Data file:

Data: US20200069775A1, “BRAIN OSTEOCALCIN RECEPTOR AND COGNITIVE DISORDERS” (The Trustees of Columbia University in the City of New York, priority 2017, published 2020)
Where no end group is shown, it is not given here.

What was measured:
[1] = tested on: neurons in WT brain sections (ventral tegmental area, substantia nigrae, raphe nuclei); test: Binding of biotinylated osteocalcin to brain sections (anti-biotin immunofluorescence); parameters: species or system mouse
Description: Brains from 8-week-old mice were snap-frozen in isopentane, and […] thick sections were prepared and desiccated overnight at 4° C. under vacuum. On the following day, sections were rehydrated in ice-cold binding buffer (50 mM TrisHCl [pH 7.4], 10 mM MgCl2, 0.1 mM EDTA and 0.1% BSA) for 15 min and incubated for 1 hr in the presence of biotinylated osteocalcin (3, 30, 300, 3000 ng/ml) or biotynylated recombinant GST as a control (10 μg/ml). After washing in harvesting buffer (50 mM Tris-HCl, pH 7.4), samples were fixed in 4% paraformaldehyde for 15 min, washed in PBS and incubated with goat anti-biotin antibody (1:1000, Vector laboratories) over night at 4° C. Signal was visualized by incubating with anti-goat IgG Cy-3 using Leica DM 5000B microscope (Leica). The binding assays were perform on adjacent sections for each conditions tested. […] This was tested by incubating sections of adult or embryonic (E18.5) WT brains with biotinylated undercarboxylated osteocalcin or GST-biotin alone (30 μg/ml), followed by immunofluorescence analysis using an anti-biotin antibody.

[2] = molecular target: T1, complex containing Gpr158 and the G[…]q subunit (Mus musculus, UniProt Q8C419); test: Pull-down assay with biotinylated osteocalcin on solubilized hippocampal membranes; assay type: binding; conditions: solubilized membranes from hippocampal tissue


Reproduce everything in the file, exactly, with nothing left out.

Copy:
Data: US20200069775A1, “BRAIN OSTEOCALCIN RECEPTOR AND COGNITIVE DISORDERS” (The Trustees of Columbia University in the City of New York, priority 2017, published 2020)
Where no end group is shown, it is not given here.

What was measured:
[1] = tested on: neurons in WT brain sections (ventral tegmental area, substantia nigrae, raphe nuclei); test: Binding of biotinylated osteocalcin to brain sections (anti-biotin immunofluorescence); parameters: species or system mouse
Description: Brains from 8-week-old mice were snap-frozen in isopentane, and […] thick sections were prepared and desiccated overnight at 4° C. under vacuum. On the following day, sections were rehydrated in ice-cold binding buffer (50 mM TrisHCl [pH 7.4], 10 mM MgCl2, 0.1 mM EDTA and 0.1% BSA) for 15 min and incubated for 1 hr in the presence of biotinylated osteocalcin (3, 30, 300, 3000 ng/ml) or biotynylated recombinant GST as a control (10 μg/ml). After washing in harvesting buffer (50 mM Tris-HCl, pH 7.4), samples were fixed in 4% paraformaldehyde for 15 min, washed in PBS and incubated with goat anti-biotin antibody (1:1000, Vector laboratories) over night at 4° C. Signal was visualized by incubating with anti-goat IgG Cy-3 using Leica DM 5000B microscope (Leica). The binding assays were perform on adjacent sections for each conditions tested. […] This was tested by incubating sections of adult or embryonic (E18.5) WT brains with biotinylated undercarboxylated osteocalcin or GST-biotin alone (30 μg/ml), followed by immunofluorescence analysis using an anti-biotin antibody.

[2] = molecular target: T1, complex containing Gpr158 and the G[…]q subunit (Mus musculus, UniProt Q8C419); test: Pull-down assay with biotinylated osteocalcin on solubilized hippocampal membranes; assay type: binding; conditions: solubilized membranes from hippocampal tissue